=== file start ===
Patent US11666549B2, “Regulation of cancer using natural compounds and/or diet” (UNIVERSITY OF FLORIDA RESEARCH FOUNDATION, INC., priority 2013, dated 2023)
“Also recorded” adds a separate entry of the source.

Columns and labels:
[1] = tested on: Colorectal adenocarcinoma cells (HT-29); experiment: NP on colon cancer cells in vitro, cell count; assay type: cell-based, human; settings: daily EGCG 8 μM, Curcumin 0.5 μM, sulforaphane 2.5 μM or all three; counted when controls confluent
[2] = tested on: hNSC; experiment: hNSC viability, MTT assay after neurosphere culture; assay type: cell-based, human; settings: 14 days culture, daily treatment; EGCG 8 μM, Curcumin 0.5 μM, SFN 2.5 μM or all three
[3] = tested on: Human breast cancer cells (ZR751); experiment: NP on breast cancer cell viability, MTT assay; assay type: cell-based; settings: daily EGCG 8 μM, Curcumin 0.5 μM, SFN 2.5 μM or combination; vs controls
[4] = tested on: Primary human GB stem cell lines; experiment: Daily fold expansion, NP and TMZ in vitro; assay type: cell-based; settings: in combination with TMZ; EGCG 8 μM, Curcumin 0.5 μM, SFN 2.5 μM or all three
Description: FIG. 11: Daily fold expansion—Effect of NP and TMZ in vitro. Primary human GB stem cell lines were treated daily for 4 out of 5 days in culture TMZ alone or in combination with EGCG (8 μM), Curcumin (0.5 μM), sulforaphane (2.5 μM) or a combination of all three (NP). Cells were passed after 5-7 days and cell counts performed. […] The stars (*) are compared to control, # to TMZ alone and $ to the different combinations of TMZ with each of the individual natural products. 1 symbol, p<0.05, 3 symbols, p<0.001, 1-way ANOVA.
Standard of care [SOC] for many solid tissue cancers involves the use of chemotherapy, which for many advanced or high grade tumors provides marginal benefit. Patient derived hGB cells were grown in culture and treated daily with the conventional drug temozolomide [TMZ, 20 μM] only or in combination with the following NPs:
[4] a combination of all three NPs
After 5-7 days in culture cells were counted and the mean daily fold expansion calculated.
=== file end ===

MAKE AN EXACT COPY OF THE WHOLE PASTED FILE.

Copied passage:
Patent US11666549B2, “Regulation of cancer using natural compounds and/or diet” (UNIVERSITY OF FLORIDA RESEARCH FOUNDATION, INC., priority 2013, dated 2023)
“Also recorded” adds a separate entry of the source.

Columns and labels:
[1] = tested on: Colorectal adenocarcinoma cells (HT-29); experiment: NP on colon cancer cells in vitro, cell count; assay type: cell-based, human; settings: daily EGCG 8 μM, Curcumin 0.5 μM, sulforaphane 2.5 μM or all three; counted when controls confluent
[2] = tested on: hNSC; experiment: hNSC viability, MTT assay after neurosphere culture; assay type: cell-based, human; settings: 14 days culture, daily treatment; EGCG 8 μM, Curcumin 0.5 μM, SFN 2.5 μM or all three
[3] = tested on: Human breast cancer cells (ZR751); experiment: NP on breast cancer cell viability, MTT assay; assay type: cell-based; settings: daily EGCG 8 μM, Curcumin 0.5 μM, SFN 2.5 μM or combination; vs controls
[4] = tested on: Primary human GB stem cell lines; experiment: Daily fold expansion, NP and TMZ in vitro; assay type: cell-based; settings: in combination with TMZ; EGCG 8 μM, Curcumin 0.5 μM, SFN 2.5 μM or all three
Description: FIG. 11: Daily fold expansion—Effect of NP and TMZ in vitro. Primary human GB stem cell lines were treated daily for 4 out of 5 days in culture TMZ alone or in combination with EGCG (8 μM), Curcumin (0.5 μM), sulforaphane (2.5 μM) or a combination of all three (NP). Cells were passed after 5-7 days and cell counts performed. […] The stars (*) are compared to control, # to TMZ alone and $ to the different combinations of TMZ with each of the individual natural products. 1 symbol, p<0.05, 3 symbols, p<0.001, 1-way ANOVA.
Standard of care [SOC] for many solid tissue cancers involves the use of chemotherapy, which for many advanced or high grade tumors provides marginal benefit. Patient derived hGB cells were grown in culture and treated daily with the conventional drug temozolomide [TMZ, 20 μM] only or in combination with the following NPs:
[4] a combination of all three NPs
After 5-7 days in culture cells were counted and the mean daily fold expansion calculated.